ARLINGTON -- After losing their identity -- not to mention three discouragingly one-sided games -- in St. Louis, the Pirates were back to being themselves Monday night.
They played it tight. They pitched it brilliantly. They got the clutch hit. And they won it, 1-0, to rinse out the rancid taste of the Missouri weekend.
Hoist that Jolly Roger for the 82nd time, and proclaim the Bucs a winning ballclub, for the first time since 1992.
"That's as good of a Major League game as you're going to see, so it's a little added that it's the one that gets us to 82 [wins]," Pirates manager Clint Hurdle said. "Now we can, I think for everyone's best purpose, just focus on playing through, but I'm happy for everyone that this is really meaningful for. It has some meaning here."
The win moves the Pirates within a game of the idle first-place Cardinals in the National League Central and a game ahead of the Reds -- who lost to the Cubs -- for the top NL Wild Card spot.
Gerrit Cole yanked the Bucs back to their reality, dispensing his best game when it was most badly needed, blanking the Rangers for his first scoreless start of his young career. The rookie allowed just three hits through seven innings spiced with a career-high nine strikeouts. He became just the eighth opposing pitcher to win at Rangers Ballpark when throwing seven or more shutout innings with at least nine strikeouts.
"That guy was really good," Texas shortstop Elvis Andrus said. "If he pitches like that every start, he'll be the National League Cy Young winner. He's got impressive stuff, he doesn't make mistakes and he kept the ball at the knees. Every at-bat I had he was on the black."
It was impressive, and it had to be to get the best of Yu Darvish, who himself befuddled the Bucs with the exception of one two-batter sequence in the seventh. Darvish abruptly exited his start after seven innings with a right leg cramp, throwing just 81 pitches.
Pedro Alvarez broke up the scoreless pitchers' duel in the seventh with the ultimate clutch hit -- with two outs on the scoreboard and two strikes on him, Alvarez lined a single to left-center to score Marlon Byrd, who had doubled with two down against his former (2007-09) team.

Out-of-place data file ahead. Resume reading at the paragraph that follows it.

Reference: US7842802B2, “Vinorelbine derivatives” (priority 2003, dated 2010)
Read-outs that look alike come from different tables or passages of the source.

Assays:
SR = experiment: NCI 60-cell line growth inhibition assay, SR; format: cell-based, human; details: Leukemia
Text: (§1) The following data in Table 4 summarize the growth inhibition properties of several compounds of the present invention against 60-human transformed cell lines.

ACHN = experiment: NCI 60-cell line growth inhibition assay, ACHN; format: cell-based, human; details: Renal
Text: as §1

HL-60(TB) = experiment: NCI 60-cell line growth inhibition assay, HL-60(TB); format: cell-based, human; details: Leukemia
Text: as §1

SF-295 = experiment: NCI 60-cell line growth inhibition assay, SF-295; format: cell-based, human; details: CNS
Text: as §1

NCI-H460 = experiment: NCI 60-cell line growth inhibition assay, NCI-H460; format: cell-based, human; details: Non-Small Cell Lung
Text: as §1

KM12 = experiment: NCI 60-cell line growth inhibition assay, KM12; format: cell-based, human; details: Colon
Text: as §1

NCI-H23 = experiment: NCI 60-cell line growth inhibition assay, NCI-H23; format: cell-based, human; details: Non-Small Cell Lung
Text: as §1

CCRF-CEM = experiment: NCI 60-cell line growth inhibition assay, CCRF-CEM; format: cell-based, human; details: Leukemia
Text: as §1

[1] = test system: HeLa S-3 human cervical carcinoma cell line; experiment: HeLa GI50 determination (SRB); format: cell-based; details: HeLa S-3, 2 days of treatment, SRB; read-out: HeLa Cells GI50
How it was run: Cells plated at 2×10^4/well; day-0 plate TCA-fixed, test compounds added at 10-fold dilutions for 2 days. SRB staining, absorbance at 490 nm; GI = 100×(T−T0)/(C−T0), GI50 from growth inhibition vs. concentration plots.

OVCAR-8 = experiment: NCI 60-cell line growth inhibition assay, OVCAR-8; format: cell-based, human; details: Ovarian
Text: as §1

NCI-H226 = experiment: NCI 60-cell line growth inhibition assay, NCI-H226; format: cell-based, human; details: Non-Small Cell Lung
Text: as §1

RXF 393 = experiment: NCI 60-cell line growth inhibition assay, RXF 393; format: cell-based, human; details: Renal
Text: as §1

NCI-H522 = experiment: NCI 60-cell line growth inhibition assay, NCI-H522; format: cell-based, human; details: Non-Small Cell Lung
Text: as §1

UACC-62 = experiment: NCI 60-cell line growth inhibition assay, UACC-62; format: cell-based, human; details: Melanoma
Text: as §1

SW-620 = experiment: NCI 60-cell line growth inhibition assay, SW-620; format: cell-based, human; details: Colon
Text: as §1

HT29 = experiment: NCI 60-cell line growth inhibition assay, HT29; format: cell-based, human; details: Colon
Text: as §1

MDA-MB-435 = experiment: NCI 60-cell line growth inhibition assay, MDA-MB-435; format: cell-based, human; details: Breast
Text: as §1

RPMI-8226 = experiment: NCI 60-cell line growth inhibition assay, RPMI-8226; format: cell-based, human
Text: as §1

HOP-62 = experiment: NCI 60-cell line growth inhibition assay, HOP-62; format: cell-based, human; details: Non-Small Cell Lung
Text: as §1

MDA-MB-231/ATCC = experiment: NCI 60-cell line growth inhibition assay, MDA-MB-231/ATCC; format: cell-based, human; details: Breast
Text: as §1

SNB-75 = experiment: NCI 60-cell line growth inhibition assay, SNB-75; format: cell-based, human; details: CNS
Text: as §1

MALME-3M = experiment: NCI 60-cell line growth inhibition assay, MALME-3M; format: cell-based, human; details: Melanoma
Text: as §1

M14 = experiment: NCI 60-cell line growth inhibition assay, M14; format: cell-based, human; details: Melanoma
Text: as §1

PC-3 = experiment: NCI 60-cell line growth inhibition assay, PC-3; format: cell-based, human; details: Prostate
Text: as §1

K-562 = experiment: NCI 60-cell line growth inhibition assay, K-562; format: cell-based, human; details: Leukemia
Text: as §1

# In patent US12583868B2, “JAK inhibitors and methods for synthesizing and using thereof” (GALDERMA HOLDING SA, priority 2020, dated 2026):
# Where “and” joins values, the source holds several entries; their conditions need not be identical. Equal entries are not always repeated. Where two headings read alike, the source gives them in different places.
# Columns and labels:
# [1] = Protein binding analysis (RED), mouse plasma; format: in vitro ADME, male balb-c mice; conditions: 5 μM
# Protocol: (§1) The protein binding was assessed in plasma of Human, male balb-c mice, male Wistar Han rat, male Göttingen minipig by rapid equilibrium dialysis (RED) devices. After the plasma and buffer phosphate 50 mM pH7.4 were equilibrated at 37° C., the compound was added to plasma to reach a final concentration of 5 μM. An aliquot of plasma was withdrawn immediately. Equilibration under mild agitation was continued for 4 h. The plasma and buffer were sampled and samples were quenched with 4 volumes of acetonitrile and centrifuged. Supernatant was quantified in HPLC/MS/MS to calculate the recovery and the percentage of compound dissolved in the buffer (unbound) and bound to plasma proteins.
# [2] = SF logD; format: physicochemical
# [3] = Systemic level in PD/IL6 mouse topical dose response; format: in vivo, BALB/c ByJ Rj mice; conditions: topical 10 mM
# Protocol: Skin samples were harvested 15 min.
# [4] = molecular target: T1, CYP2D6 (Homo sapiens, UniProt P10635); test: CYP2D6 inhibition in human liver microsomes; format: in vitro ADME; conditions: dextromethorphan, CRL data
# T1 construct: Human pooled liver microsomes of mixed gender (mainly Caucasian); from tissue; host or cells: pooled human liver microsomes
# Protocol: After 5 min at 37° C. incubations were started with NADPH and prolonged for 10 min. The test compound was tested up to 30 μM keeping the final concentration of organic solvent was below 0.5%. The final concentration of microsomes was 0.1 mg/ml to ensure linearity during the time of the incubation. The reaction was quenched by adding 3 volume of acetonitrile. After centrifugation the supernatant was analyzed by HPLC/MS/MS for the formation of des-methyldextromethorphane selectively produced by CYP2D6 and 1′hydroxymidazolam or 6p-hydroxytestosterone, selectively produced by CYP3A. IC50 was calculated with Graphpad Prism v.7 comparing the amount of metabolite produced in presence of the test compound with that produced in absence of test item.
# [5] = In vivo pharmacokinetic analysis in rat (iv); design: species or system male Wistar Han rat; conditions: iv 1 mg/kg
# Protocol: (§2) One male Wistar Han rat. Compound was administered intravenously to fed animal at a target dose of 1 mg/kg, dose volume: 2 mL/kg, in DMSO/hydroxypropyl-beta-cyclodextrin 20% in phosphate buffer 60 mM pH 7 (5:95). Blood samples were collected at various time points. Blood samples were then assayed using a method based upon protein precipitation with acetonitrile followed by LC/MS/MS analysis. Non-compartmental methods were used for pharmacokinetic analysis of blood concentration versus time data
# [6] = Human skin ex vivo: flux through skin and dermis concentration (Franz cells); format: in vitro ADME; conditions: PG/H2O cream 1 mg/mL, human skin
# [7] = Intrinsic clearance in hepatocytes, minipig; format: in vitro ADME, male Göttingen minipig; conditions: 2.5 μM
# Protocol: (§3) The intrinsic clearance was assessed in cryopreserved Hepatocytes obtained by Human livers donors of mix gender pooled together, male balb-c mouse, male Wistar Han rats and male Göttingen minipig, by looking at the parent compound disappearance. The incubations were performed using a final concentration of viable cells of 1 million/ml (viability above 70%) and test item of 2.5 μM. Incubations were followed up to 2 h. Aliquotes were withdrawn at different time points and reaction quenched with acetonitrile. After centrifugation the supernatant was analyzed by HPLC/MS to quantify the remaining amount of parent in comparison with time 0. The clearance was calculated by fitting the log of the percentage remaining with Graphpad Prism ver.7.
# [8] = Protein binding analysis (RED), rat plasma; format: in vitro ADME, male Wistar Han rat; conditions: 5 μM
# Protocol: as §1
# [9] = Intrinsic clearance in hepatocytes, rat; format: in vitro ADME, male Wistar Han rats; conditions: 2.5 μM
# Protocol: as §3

"It's not very comfortable," Alvarez said facing Darvish. "He throws a lot of pitches, throws them for strikes and changes speeds on you. You just try to go out there and stay as focused as you can. He does such a good job of keeping you off balance."
Due to a variety of circumstances, Cole, the young pitcher whose workload is being closely monitored, has become the ironic ironman of the rotation. His previous start, he had gone six innings in Milwaukee, giving him 13 rounds in consecutive starts.
In between Cole's starts, four other starters put up a total of 12 2/3 innings (including injury-shortened Charlie Morton's Sunday start). Cole threw 21 first-pitch strikes and recorded 11 outs throwing fewer than three pitches against 25 batters in the Pirates' first win in Arlington (1-6).
Cole struck out the side in the fifth, but allowed his only two walks with two outs in the sixth. Following a double steal to put both runners in scoring position, Cole forced Adrian Beltre to ground out to shortstop Clint Barmes.
"He's growing up," Hurdle said. "There's different times he's going to take different steps. I'm very optimistic this is going to be a step tonight because there's separation from his next best game to this one."
Cole was on thin ice from the beginning, that sense coming from the expectation the Pirates would not be able to do much damage against Darvish's repertoire. His ability to greatly vary his pitches' speeds had to be particularly vexing to batters seeing him for the first time.
You can only imagine what went through Garrett Jones' head, for instance, when the first three deliveries to him from Darvish in the third inning clocked 65, 94 and 74 mph. All pitchers change speeds; that's pulling the ripcord on the fastball.
"It's exactly what we needed, to come back with a win against a great pitcher," Jones said. "We battled the whole game. Cole pitched an awesome game, the game of his life so far, definitely the one we needed to get back on track."
Cole was masterfully up to the task. He kept the ice from cracking -- and may have also kept the rest of the Pirates from doing the same.
"I knew we were in a little bit of a rut, but I wasn't going out there trying to throw zeros," Cole said. "Whatever Yu was going to do, I was just trying to match or keep us in striking distance toward the end of the ballgame. He's really tough put together with all the different offerings he shows you. I was just glad I was able to keep the ball down and stay aggressive."
Tom Singer is a reporter for MLB.com and writes an MLBlog Change for a Nickel. He can also be found on Twitter @Tom_Singer. Master Tesfatsion is an associate reporter for MLB.com. This story was not subject to the approval of Major League Baseball or its clubs.